Vittorino Andreoli, the world-renowned psychiatrist, has been the director of the Department of Psychiatry of Verona – Soave and is a member of the New York Academy of Sciences. He has published dozens of essays. Among his latest published works we can mention ”Our Fears” (2011), ”Praise of Error” (2012, with Giancarlo Provasi), ”Money in the Head” (2012), ”Education (im)possible” (2014) and the very recent ”Homo Stupidus Stupidus”.
«We are no longer giving importance to principles, with the result that we are progressively plunging into barbarism. Civilization is not a foregone conclusion, but a conquest that passes through the transmission of values and behaviour. Thus, from sapiens sapiens, today’s man runs the risk of becoming a “stupidus stupidus”, an easy prey to a new loneliness as well as a victim of an increasingly widespread disease: digital autism.
The latest essay by Vittorino Andreoli (Homo Stupidus Stupidus, published by Rizzoli), one of the most famous Italian psychiatrists, always a careful observer and scholar of the complex social dynamics that go through the contemporary world, should make us reflect.
Professor, as you write, man seems to have lost the “benefit
of the neocortex”. Why is our species doing everything to “deserve” the unflattering attribute of “Stupidus Stupidus”?
First of all, we must understand a basic fact: the civilization that
we have laboriously achieved over thousands of years of history is based on principles and behaviours practised and learned. It means that if we do not succeed in passing on certain values and styles of behaviour to the next generation, we are destined to lose everything that we have mistakenly considered to be a definitively acquired heritage. Neuroscience is very clear about this.
What do you mean?
Simply because the degree of civilization that we have conquered with great effort, is not contained in our genes. It is not realised due to the instinctual practice of a mechanical behavior., It is an important result achieved by that part of the brain “plastic” that is formed on the basis of experience and that presides over learning, creativity, which is then the real engine of our intellectual activity. It means in concrete terms that the neurons of this portion of the neocortex come together in circuits, in a sophisticated structure that presides over the mnemonic touch, the idea, the so-called superior faculties. So if we no longer give importance to the dimension of values and principles, to respect for life, regression becomes, not a vague hypothesis, but a certain perspective.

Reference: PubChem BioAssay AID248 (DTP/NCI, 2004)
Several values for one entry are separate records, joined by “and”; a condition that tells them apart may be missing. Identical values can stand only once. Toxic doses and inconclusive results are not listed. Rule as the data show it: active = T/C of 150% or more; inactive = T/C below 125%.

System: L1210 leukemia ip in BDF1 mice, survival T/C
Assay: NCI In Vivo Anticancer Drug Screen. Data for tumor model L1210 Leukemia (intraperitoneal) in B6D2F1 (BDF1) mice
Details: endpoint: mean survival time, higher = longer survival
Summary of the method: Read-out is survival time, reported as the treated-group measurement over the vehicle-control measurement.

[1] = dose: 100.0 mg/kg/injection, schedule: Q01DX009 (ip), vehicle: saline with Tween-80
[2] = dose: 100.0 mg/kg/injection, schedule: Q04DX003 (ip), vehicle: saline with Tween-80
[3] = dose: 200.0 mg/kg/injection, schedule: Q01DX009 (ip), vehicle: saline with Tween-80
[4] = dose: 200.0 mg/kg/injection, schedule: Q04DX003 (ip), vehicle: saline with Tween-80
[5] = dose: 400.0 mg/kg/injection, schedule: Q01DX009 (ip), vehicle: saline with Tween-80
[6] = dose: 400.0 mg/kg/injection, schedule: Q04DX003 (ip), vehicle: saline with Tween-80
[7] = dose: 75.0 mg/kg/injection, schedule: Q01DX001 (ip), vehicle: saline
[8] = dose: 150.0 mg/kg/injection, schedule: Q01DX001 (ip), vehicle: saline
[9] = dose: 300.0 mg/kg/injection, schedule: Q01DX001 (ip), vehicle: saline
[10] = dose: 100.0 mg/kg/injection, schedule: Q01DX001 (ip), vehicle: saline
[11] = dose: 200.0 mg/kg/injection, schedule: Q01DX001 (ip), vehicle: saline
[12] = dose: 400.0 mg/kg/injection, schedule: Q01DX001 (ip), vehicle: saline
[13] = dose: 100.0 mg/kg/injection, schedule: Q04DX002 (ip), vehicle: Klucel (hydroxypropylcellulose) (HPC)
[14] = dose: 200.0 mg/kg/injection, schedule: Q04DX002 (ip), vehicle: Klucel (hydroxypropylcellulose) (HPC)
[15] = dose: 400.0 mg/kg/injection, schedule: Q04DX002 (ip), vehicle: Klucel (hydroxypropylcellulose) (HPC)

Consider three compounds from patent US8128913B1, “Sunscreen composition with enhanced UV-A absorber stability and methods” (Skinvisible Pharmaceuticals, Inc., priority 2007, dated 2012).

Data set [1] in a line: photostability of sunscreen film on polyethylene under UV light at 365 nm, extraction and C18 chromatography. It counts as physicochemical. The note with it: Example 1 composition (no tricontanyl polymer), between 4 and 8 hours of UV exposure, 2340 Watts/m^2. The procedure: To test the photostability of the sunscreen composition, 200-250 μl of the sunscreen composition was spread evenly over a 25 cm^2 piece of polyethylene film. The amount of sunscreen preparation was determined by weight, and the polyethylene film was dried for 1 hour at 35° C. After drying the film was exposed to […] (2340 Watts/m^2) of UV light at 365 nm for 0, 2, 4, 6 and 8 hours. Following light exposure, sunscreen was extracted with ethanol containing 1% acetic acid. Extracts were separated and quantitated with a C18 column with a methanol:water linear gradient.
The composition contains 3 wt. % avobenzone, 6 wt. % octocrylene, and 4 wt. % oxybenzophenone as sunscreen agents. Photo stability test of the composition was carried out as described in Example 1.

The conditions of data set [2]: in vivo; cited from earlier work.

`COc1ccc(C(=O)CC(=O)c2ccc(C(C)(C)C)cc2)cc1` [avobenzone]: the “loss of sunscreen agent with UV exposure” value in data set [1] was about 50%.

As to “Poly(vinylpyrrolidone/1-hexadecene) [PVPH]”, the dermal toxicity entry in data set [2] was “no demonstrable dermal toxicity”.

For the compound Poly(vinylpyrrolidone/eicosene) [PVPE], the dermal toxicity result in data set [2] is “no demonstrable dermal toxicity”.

As Alessandro Baricco denounced in his celebrated essay “The Barbarians”, does it become possible to return to barbarity from provocation?
Let me quote you. Neuroscientist Paul Donald MacLean claims we have three brains. The first is that of the instincts, proper to the reptilians, the second is that of the emotions, possessed by the mammals, the third is that of the thought understood in the highest sense. We know from the most recent studies that while the first two are printed and foreshadowed from birth, as if it were a PC that already has the software defined, the third is formed within us, as a result of a process. The exceptional discoveries made by man are the result of continuous evolution, this is our greatness, but also our weakness because this is not an irreversible path, the danger of triggering a backtrack is always around the corner. The criticalities emerge when, as the many current cases show, the lack of respect for the other is gaining ground and the values are trampled underfoot, at which point it will no longer be the high brain that dominates, but the low one, the one that presides over the low instincts. This is how one plunges into what Gianbattista Vico called the “wild condition”. Everyone will tend to take possession of everything they want, the many injustices practised out of blind jealousy, violence against children and the most defenceless beings, show that there are no more rules, the other person is an enemy to be overcome. Can we define “sapiens sapiens” as a reduced humanity in this state?
Is the technology, this prosthesis that should fill our imperfection, that generated a kind of danger «illusionism» mainly responsible for this backtracking?